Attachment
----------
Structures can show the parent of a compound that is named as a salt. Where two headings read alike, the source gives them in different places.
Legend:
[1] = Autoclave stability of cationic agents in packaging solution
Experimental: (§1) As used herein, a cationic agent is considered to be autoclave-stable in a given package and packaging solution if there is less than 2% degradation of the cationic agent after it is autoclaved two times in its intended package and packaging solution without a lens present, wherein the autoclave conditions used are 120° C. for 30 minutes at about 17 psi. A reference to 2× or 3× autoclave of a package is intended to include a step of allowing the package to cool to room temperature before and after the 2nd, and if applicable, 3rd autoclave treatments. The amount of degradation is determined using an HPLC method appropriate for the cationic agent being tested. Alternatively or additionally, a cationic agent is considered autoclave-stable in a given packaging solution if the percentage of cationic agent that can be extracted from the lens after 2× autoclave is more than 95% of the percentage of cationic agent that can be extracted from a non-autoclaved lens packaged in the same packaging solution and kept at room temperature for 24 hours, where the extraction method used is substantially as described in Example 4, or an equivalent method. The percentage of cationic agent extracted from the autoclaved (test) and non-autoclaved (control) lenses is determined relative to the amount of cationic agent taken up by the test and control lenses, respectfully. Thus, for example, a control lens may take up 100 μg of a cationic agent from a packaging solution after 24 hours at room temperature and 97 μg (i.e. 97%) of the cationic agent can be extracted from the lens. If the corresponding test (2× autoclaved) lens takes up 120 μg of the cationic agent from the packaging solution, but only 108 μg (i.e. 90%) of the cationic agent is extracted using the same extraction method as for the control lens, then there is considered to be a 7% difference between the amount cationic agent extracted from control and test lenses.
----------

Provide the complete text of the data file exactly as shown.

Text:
Structures can show the parent of a compound that is named as a salt. Where two headings read alike, the source gives them in different places.
Legend:
[1] = Autoclave stability of cationic agents in packaging solution
Experimental: (§1) As used herein, a cationic agent is considered to be autoclave-stable in a given package and packaging solution if there is less than 2% degradation of the cationic agent after it is autoclaved two times in its intended package and packaging solution without a lens present, wherein the autoclave conditions used are 120° C. for 30 minutes at about 17 psi. A reference to 2× or 3× autoclave of a package is intended to include a step of allowing the package to cool to room temperature before and after the 2nd, and if applicable, 3rd autoclave treatments. The amount of degradation is determined using an HPLC method appropriate for the cationic agent being tested. Alternatively or additionally, a cationic agent is considered autoclave-stable in a given packaging solution if the percentage of cationic agent that can be extracted from the lens after 2× autoclave is more than 95% of the percentage of cationic agent that can be extracted from a non-autoclaved lens packaged in the same packaging solution and kept at room temperature for 24 hours, where the extraction method used is substantially as described in Example 4, or an equivalent method. The percentage of cationic agent extracted from the autoclaved (test) and non-autoclaved (control) lenses is determined relative to the amount of cationic agent taken up by the test and control lenses, respectfully. Thus, for example, a control lens may take up 100 μg of a cationic agent from a packaging solution after 24 hours at room temperature and 97 μg (i.e. 97%) of the cationic agent can be extracted from the lens. If the corresponding test (2× autoclaved) lens takes up 120 μg of the cationic agent from the packaging solution, but only 108 μg (i.e. 90%) of the cationic agent is extracted using the same extraction method as for the control lens, then there is considered to be a 7% difference between the amount cationic agent extracted from control and test lenses.